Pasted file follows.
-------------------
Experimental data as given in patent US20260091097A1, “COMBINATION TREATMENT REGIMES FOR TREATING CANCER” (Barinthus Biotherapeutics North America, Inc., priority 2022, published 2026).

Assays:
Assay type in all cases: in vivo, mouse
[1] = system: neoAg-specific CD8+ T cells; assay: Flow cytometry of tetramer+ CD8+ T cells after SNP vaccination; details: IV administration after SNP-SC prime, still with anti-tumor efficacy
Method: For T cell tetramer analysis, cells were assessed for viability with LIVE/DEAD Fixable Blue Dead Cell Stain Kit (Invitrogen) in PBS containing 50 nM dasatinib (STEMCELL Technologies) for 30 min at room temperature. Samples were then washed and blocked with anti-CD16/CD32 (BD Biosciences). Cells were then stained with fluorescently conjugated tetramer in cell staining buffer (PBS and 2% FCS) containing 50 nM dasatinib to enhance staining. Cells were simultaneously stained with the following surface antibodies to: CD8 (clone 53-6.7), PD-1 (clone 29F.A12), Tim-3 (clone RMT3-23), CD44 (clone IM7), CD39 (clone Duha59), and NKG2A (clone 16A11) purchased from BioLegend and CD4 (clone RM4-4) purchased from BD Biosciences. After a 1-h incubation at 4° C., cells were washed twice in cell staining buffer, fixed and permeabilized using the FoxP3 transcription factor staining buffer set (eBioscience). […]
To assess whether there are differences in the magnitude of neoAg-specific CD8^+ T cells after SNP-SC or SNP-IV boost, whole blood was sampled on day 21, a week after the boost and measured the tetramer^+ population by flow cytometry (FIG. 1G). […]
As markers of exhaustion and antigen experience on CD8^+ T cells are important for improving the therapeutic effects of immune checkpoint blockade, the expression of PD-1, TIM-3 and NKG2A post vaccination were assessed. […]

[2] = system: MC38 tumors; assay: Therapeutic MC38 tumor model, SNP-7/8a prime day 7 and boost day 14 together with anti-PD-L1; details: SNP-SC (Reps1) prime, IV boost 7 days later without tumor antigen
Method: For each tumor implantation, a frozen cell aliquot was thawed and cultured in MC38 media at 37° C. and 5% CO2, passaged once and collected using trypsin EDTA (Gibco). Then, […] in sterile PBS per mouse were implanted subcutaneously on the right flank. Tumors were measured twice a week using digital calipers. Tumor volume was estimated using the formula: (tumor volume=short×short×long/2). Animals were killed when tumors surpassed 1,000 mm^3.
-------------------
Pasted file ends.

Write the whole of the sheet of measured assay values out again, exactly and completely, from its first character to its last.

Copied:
Experimental data as given in patent US20260091097A1, “COMBINATION TREATMENT REGIMES FOR TREATING CANCER” (Barinthus Biotherapeutics North America, Inc., priority 2022, published 2026).

Assays:
Assay type in all cases: in vivo, mouse
[1] = system: neoAg-specific CD8+ T cells; assay: Flow cytometry of tetramer+ CD8+ T cells after SNP vaccination; details: IV administration after SNP-SC prime, still with anti-tumor efficacy
Method: For T cell tetramer analysis, cells were assessed for viability with LIVE/DEAD Fixable Blue Dead Cell Stain Kit (Invitrogen) in PBS containing 50 nM dasatinib (STEMCELL Technologies) for 30 min at room temperature. Samples were then washed and blocked with anti-CD16/CD32 (BD Biosciences). Cells were then stained with fluorescently conjugated tetramer in cell staining buffer (PBS and 2% FCS) containing 50 nM dasatinib to enhance staining. Cells were simultaneously stained with the following surface antibodies to: CD8 (clone 53-6.7), PD-1 (clone 29F.A12), Tim-3 (clone RMT3-23), CD44 (clone IM7), CD39 (clone Duha59), and NKG2A (clone 16A11) purchased from BioLegend and CD4 (clone RM4-4) purchased from BD Biosciences. After a 1-h incubation at 4° C., cells were washed twice in cell staining buffer, fixed and permeabilized using the FoxP3 transcription factor staining buffer set (eBioscience). […]
To assess whether there are differences in the magnitude of neoAg-specific CD8^+ T cells after SNP-SC or SNP-IV boost, whole blood was sampled on day 21, a week after the boost and measured the tetramer^+ population by flow cytometry (FIG. 1G). […]
As markers of exhaustion and antigen experience on CD8^+ T cells are important for improving the therapeutic effects of immune checkpoint blockade, the expression of PD-1, TIM-3 and NKG2A post vaccination were assessed. […]

[2] = system: MC38 tumors; assay: Therapeutic MC38 tumor model, SNP-7/8a prime day 7 and boost day 14 together with anti-PD-L1; details: SNP-SC (Reps1) prime, IV boost 7 days later without tumor antigen
Method: For each tumor implantation, a frozen cell aliquot was thawed and cultured in MC38 media at 37° C. and 5% CO2, passaged once and collected using trypsin EDTA (Gibco). Then, […] in sterile PBS per mouse were implanted subcutaneously on the right flank. Tumors were measured twice a week using digital calipers. Tumor volume was estimated using the formula: (tumor volume=short×short×long/2). Animals were killed when tumors surpassed 1,000 mm^3.